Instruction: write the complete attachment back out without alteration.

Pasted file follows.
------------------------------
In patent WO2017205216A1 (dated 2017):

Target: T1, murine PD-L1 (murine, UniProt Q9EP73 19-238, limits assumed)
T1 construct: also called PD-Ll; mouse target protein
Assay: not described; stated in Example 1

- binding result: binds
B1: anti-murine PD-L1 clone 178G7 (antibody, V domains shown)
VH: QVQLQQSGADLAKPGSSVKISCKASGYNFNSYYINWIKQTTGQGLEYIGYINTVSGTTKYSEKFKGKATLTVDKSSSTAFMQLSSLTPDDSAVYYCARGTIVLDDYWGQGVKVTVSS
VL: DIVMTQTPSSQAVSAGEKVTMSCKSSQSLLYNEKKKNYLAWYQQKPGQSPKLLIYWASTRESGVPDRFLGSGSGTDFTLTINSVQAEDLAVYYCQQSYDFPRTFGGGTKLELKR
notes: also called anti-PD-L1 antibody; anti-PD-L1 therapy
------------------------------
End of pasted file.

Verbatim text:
In patent WO2017205216A1 (dated 2017):

Target: T1, murine PD-L1 (murine, UniProt Q9EP73 19-238, limits assumed)
T1 construct: also called PD-Ll; mouse target protein
Assay: not described; stated in Example 1

- binding result: binds
B1: anti-murine PD-L1 clone 178G7 (antibody, V domains shown)
VH: QVQLQQSGADLAKPGSSVKISCKASGYNFNSYYINWIKQTTGQGLEYIGYINTVSGTTKYSEKFKGKATLTVDKSSSTAFMQLSSLTPDDSAVYYCARGTIVLDDYWGQGVKVTVSS
VL: DIVMTQTPSSQAVSAGEKVTMSCKSSQSLLYNEKKKNYLAWYQQKPGQSPKLLIYWASTRESGVPDRFLGSGSGTDFTLTINSVQAEDLAVYYCQQSYDFPRTFGGGTKLELKR
notes: also called anti-PD-L1 antibody; anti-PD-L1 therapy